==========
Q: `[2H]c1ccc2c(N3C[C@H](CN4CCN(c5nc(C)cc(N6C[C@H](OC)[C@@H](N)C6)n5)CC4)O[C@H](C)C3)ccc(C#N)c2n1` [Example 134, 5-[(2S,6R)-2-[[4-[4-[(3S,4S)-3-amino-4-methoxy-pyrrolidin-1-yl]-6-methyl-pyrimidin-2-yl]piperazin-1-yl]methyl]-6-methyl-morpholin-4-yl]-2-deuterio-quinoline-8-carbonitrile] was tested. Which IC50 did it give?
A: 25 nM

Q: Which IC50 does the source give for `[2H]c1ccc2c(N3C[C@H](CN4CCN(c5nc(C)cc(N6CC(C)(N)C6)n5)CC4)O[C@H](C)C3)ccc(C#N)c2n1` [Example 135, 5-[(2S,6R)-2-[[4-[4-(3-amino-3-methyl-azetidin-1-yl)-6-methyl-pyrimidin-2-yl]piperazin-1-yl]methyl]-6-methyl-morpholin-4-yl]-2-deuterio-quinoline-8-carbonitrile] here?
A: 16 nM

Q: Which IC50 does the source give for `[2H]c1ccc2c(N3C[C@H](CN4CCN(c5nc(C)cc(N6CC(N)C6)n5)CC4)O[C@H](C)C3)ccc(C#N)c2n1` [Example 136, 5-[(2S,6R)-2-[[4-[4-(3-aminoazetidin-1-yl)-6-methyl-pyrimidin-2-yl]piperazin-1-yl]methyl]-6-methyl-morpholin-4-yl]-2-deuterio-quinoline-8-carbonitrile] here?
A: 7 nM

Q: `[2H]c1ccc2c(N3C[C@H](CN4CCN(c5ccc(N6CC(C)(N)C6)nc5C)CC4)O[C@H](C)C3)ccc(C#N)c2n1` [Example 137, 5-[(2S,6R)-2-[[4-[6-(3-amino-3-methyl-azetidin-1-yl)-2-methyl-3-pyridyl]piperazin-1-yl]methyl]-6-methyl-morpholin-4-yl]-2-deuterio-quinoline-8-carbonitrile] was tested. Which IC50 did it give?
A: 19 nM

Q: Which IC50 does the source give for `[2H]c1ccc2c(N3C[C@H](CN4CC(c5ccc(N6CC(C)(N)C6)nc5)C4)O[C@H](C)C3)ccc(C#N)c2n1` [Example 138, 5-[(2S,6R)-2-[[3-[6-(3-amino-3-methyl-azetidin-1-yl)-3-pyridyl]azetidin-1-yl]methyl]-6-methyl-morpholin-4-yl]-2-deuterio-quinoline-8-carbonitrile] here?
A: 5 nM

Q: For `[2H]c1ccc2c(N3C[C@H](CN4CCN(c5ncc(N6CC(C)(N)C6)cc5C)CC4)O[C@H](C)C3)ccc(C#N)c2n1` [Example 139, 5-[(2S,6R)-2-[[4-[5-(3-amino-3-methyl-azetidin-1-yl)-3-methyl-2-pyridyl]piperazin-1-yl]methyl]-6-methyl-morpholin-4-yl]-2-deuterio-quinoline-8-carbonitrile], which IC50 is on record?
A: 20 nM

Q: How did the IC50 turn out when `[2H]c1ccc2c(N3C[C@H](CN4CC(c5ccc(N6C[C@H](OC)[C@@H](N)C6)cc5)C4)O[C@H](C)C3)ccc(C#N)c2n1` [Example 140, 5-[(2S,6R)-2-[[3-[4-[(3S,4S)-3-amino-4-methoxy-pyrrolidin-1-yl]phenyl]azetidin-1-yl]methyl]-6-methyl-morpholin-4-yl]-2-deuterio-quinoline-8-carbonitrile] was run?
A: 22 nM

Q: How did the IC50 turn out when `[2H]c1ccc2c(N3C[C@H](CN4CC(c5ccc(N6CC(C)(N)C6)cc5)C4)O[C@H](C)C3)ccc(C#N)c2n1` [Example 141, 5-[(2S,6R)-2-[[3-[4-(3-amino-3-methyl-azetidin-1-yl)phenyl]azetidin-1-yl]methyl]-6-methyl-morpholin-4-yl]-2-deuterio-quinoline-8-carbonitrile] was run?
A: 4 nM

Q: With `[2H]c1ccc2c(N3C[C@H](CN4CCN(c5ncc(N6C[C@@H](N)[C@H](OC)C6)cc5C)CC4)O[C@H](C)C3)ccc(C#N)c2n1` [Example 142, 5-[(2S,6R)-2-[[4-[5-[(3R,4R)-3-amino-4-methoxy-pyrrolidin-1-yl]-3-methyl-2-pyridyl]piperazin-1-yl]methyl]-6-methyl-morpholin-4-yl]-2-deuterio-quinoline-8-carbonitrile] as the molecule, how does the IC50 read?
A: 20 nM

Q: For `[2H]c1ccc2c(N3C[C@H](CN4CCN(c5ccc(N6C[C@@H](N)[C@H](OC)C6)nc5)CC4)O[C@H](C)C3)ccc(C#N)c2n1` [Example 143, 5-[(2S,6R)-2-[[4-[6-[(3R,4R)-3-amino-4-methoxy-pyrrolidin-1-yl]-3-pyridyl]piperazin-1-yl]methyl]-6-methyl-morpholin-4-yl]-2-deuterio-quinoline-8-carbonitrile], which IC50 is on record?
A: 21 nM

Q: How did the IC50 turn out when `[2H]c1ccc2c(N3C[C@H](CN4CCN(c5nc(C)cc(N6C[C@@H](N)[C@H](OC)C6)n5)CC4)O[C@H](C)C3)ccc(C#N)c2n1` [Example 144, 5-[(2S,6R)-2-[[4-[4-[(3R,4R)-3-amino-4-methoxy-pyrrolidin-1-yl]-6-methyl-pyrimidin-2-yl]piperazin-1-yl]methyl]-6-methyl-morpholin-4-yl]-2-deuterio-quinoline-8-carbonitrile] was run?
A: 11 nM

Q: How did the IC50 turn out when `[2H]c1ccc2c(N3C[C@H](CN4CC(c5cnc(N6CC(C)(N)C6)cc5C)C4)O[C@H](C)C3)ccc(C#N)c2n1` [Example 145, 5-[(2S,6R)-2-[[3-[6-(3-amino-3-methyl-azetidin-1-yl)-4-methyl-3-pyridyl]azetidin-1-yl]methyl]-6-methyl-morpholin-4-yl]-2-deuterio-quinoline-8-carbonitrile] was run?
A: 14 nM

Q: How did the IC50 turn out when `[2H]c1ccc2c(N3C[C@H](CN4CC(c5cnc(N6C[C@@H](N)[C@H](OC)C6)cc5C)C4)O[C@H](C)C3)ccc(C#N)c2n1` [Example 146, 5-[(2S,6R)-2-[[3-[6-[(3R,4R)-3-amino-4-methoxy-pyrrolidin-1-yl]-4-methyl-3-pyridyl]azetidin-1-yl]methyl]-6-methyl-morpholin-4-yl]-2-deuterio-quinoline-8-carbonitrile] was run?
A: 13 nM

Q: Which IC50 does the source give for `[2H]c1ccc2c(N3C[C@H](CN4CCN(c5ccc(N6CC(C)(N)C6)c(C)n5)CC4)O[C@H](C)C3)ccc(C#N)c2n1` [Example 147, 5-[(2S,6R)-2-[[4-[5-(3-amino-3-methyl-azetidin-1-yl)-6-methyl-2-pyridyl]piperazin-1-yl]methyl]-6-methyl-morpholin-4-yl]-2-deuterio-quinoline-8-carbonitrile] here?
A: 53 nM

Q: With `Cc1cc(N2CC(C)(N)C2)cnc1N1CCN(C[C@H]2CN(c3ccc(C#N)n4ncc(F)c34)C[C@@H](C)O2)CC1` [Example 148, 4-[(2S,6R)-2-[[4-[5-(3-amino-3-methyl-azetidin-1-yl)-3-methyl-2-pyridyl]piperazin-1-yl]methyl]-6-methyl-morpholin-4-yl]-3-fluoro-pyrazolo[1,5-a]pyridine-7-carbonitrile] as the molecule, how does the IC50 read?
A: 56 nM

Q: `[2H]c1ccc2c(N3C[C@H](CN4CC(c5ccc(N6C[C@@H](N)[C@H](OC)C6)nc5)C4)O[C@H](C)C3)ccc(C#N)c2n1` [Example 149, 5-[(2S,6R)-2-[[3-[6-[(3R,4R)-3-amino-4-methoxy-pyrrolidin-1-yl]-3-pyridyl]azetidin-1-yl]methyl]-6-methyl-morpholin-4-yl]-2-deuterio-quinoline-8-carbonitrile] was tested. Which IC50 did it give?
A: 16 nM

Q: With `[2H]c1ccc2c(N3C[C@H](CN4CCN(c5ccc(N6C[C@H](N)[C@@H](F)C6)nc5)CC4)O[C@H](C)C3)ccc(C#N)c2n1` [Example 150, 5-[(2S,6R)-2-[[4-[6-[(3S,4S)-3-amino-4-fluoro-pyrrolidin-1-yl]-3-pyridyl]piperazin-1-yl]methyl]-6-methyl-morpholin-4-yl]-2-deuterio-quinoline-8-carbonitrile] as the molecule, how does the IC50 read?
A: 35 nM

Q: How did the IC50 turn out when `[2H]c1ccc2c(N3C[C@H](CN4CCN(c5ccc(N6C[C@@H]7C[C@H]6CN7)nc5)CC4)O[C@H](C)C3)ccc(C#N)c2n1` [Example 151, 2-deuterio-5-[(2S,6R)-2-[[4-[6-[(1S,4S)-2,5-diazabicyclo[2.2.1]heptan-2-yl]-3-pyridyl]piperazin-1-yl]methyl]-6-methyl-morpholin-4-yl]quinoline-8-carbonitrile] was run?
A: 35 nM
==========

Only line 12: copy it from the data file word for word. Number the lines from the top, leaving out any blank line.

A: 20 nM